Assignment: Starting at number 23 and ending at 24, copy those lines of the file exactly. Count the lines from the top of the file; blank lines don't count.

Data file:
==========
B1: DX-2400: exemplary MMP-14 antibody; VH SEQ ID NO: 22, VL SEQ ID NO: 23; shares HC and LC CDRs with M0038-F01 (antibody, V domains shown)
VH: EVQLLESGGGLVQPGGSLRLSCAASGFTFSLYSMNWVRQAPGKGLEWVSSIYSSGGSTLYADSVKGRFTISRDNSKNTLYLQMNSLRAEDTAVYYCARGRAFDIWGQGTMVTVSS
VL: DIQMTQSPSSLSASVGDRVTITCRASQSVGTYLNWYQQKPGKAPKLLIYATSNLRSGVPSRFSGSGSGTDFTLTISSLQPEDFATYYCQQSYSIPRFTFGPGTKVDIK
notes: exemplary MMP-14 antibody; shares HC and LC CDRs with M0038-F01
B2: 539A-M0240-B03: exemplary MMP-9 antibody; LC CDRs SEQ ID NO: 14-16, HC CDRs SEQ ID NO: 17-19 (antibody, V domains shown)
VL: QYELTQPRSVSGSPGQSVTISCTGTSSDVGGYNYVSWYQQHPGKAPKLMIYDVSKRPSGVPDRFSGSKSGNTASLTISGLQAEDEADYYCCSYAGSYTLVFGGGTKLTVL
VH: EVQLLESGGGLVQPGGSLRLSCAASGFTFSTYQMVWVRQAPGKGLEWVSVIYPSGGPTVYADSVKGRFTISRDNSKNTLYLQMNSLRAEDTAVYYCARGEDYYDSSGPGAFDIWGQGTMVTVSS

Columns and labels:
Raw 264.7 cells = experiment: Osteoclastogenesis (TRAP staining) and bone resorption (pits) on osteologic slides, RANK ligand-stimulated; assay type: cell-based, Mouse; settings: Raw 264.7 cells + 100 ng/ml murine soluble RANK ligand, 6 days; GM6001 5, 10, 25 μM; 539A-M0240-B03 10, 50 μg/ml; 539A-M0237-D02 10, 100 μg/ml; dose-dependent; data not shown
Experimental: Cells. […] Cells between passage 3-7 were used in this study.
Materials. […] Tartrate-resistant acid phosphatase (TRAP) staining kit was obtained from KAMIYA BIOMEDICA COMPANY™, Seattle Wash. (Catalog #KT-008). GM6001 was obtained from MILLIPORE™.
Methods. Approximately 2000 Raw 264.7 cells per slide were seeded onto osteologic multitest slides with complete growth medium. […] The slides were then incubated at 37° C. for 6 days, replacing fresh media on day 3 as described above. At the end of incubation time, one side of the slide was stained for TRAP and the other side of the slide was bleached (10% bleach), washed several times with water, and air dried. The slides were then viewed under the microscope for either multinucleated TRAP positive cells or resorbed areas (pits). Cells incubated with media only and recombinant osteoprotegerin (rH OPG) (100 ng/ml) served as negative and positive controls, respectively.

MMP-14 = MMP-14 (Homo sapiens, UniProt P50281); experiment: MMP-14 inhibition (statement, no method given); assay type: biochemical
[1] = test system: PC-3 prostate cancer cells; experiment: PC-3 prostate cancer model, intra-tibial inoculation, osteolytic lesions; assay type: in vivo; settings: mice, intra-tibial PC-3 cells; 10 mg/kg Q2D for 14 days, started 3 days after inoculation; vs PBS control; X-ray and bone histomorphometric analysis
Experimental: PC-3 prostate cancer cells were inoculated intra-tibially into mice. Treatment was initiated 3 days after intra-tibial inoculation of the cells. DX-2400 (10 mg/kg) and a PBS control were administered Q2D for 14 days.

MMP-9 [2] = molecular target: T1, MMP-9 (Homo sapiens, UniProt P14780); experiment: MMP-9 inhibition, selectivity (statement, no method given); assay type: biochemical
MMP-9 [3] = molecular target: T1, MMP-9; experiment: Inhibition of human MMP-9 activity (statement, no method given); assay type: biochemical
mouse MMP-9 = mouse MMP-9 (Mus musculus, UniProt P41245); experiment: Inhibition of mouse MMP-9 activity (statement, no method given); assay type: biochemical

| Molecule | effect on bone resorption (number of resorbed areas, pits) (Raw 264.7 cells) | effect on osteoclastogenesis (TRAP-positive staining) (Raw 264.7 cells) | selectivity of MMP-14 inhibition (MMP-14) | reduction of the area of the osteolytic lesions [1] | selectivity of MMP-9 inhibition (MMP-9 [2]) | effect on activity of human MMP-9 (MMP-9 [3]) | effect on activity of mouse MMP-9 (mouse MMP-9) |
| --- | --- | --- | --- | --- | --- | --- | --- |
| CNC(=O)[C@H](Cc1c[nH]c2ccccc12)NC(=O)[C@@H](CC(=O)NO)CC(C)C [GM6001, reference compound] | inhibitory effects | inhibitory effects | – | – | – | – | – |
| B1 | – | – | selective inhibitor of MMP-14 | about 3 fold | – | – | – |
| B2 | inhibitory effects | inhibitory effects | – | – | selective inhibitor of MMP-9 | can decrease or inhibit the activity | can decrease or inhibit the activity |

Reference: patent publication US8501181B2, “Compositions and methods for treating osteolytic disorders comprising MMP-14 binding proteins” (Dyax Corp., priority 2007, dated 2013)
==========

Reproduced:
| B2 | inhibitory effects | inhibitory effects | – | – | selective inhibitor of MMP-9 | can decrease or inhibit the activity | can decrease or inhibit the activity |

Reference: patent publication US8501181B2, “Compositions and methods for treating osteolytic disorders comprising MMP-14 binding proteins” (Dyax Corp., priority 2007, dated 2013)